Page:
But still, free food, right? (If you don't count the sausages). We all ate with knives and forks. I'd never seen a burger eaten with a knife and fork before, but due to the many deficiencies in my social graces assumed this might be a normal part of barbecue etiquette. They were plastic too. The knives and forks, not the burgers.

By mid afternoon I was pished. There's no other word for it. I was holding my drink well however, as I generally did back in my drinking days. Sometimes I would encounter the zombie leg syndrome, but my mouth was always the last thing to go. Unlike my boyfriend at the time. A pause to remember S. 6 feet 1 inches of burbling big girl's blouse. Not only could I drink him under the table, not only did he lose the power of speech fairly early in the proceedings, he threw a punch like a toddler, though he was much more likely to be spied hoofing it away from any fracas at full speed than actually defending himself anyway.


And he wore jackets with the sleeves rolled up - a la Don Johnson. Even for the 90s that was deeply embarrassing unless you were – as he considered himself - quite the catch. Well, someone had to.

One of his saving graces, however, was that he was a pretty good musician. He could play guitar, piano, bass, a few wind instruments, and carry a tune fairly melodically. I'd actually met him at a gig, where he was on the keyboards. He didn't read music, but had a natural ear for it and could pretty much manage to fake most songs, given time.


Except when he couldn't. And, being the King of Conceit, he would not be told when he couldn't.

A favourite song from my youth was I don't like Mondays by the Boom Town Rats. Back when schoolchildren massacring their peers was still considered shocking in the USA.





S had made an attempt at the song a few times, but I had asked, begged and pleaded with him to stop winging it and actually learn it - or just leave it alone. There's a big, highly memorable piano intro to that song which sets the tone for the whole piece. Without the piano intro, it's not I don't like Mondays. But it was just too much trouble for his greatness to learn it, so he continued, in his arrogance, to muddle through the famous opening notes.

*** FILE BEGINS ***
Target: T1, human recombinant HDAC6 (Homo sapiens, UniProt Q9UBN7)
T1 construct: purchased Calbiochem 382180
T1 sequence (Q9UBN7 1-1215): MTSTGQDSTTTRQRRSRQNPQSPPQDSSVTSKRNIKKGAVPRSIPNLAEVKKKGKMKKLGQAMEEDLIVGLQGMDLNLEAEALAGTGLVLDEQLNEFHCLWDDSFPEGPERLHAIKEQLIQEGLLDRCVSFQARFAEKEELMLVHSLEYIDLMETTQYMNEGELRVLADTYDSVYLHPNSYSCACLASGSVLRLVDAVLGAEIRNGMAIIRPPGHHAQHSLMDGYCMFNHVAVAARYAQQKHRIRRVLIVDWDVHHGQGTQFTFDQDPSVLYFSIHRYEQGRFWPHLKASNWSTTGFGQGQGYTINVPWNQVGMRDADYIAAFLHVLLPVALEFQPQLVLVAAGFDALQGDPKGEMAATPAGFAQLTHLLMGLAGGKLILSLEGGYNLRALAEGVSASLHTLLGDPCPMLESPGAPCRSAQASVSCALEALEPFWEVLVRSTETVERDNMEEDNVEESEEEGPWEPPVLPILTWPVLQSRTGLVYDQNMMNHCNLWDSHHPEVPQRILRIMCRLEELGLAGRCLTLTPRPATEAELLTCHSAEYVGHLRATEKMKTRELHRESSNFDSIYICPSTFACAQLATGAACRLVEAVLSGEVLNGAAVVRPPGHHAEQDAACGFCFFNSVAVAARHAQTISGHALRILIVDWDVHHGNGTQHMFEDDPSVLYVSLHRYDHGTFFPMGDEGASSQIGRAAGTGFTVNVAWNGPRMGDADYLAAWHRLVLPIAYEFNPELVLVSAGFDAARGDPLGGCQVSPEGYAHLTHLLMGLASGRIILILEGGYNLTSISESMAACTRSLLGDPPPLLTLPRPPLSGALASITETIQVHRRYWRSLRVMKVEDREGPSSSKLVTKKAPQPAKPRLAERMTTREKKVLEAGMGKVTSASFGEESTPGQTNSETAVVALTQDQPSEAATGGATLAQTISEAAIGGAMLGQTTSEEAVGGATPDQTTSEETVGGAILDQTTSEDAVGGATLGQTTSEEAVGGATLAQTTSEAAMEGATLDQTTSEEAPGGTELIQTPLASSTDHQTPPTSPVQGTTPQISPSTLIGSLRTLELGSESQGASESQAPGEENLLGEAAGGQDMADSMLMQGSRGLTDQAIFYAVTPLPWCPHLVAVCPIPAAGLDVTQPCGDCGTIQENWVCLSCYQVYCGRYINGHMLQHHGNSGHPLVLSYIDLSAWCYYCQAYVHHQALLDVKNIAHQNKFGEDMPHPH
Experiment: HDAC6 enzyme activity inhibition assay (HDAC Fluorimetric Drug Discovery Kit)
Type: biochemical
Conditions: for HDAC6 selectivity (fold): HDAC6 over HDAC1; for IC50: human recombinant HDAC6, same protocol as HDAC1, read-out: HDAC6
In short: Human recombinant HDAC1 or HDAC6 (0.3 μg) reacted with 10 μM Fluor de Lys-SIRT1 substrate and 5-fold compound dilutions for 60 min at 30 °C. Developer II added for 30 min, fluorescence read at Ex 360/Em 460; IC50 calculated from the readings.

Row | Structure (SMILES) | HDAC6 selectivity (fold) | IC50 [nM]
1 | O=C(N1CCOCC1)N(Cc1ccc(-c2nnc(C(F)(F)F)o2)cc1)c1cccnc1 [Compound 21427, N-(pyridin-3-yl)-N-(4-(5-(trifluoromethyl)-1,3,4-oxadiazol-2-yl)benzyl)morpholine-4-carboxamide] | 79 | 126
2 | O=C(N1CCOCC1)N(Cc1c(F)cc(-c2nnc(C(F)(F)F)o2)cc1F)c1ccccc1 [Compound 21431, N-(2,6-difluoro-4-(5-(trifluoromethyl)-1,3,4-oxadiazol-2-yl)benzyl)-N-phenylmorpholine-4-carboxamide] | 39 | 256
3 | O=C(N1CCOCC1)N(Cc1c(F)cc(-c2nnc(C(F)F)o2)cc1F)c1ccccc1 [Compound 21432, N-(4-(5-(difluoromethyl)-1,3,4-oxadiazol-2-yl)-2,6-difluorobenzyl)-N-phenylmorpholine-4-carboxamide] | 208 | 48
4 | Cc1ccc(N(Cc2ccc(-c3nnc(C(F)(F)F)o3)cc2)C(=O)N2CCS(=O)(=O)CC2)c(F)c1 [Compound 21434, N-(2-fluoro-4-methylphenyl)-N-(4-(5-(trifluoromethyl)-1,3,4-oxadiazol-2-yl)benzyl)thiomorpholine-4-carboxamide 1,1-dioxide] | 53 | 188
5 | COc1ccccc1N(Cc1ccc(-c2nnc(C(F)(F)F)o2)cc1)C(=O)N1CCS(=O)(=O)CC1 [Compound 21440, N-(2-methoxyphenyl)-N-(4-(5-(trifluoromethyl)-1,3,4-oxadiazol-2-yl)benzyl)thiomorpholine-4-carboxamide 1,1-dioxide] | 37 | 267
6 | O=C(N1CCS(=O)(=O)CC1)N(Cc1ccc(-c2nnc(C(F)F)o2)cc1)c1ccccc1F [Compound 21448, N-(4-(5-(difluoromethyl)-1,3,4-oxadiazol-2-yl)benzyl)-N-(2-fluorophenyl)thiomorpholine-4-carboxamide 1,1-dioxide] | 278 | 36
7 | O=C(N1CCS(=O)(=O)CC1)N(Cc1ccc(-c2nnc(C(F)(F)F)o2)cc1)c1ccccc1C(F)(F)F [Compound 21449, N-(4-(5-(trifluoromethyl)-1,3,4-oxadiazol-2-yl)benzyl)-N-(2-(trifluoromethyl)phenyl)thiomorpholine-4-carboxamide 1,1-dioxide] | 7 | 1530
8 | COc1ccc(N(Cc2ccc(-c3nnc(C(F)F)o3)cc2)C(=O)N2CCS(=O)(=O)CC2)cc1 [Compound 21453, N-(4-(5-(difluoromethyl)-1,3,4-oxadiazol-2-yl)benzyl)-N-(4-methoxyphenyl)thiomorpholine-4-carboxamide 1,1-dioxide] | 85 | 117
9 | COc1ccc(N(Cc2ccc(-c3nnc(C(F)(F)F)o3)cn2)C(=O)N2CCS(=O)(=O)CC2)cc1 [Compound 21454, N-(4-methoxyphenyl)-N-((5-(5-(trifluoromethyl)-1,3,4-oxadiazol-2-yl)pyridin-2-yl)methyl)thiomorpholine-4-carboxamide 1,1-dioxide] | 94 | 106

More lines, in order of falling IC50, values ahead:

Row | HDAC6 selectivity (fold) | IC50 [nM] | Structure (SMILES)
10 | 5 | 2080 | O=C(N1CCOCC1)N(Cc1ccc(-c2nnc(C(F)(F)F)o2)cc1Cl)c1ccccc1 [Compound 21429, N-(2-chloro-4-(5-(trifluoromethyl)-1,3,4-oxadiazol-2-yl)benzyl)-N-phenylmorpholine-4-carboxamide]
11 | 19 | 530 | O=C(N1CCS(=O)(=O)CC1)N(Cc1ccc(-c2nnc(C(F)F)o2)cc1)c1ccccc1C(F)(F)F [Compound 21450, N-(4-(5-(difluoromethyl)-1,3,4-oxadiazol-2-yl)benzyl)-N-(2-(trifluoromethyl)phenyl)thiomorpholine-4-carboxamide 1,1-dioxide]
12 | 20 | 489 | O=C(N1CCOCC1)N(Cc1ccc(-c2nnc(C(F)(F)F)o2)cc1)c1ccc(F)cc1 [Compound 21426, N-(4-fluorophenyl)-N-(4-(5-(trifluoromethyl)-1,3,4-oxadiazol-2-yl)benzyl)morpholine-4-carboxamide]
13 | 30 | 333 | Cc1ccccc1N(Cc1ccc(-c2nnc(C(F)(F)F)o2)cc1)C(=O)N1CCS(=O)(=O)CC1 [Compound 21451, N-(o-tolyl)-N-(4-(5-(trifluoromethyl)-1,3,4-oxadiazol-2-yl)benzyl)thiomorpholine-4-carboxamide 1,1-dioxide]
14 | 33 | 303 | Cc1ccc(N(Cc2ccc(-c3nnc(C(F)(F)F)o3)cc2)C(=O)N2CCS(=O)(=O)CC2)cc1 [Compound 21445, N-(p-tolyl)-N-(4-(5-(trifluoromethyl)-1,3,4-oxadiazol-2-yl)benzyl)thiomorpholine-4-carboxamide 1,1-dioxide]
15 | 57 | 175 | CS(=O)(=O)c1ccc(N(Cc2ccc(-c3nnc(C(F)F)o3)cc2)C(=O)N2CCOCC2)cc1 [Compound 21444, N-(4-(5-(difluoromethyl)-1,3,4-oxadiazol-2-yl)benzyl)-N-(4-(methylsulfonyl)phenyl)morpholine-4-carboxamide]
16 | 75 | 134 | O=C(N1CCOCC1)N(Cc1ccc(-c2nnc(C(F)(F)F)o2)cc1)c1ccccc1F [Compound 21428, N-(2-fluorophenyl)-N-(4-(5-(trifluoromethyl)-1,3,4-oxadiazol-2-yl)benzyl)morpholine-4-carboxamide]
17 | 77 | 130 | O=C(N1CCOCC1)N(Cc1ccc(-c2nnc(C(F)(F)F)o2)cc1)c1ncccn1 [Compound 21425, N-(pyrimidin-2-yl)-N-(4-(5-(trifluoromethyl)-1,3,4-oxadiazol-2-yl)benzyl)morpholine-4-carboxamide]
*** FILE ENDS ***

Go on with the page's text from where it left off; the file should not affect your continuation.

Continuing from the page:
Because we hung around with musos, there was often a sing song looming, and today was no exception. And in his sozzled state S made the decision to once again murder my favourite Boom Town Rats song, as it would garnerhim some much needed attention, it had, after all, been almost 5 minutes since he'd received a compliment.


The guests all gathered around the piano, as he plinked and plonked away. And I sat there, steaming on two fronts and quietly seething. I bode my time.


As the last notes echoed faintly in the air and S turned with a smug smile to his admirers, ready for his adulation, I stated firmly in a loud clear and deeply venomous voice:


"That was absolute SHITE."

The look of complete shock replacing his expectant pretence of humility. The gaping surprise of the guests. My little smirk of triumph. Their hasty retreat. His angry remonstrances. What a memory. What a day.

Moral - don't fuck with me when I'm on the piss. Simply add cider to an irritated Alison to create Alisonium. An unstable and somewhat volatile substance.


The day ended as many of our days did, hurling abuse at one another in a taxi heading home and wakening up the next morning with a murderous hangover. I can't imagine why we split up a few months later, after the famous chicken throwing episode. Clearly, a match made in heaven.


But that next morning, I recall him turning to me, as we peeled our eyelids open, groaning into the horrifying morning light and his querying croak "Did you get the number?" "Number?" I whispered, fuzzily. "Of the bus that ran over my head" he replied.


I would have giggled except my own head might've fallen off.


It took me several years to learn the moral of the story: "Don't drink Campbelton Loch Dry every time you go out" and also "Don't date wankers".

I haven't been to a barbecue nor drunk copious amounts of alcohol in years. Perhaps this stumble down memory lane will inspire me to send out an invite to the usual suspects:


Party at our place. Free DEET, plenty of beer - and don't forget to bring a plate.


If I do, don't worry, I'm bound to write about it ;)


Alison Tennent, Queensland, Australia, July 2021 Copyright Alison Tennent 2021, all rights reserved. Scottish by birth, upbringing and bloodline, Australian by citizenship. If you’re reading this anywhere but The Garrulous Glaswegian, Vocal+ or Medium, this work may have been plagiarized.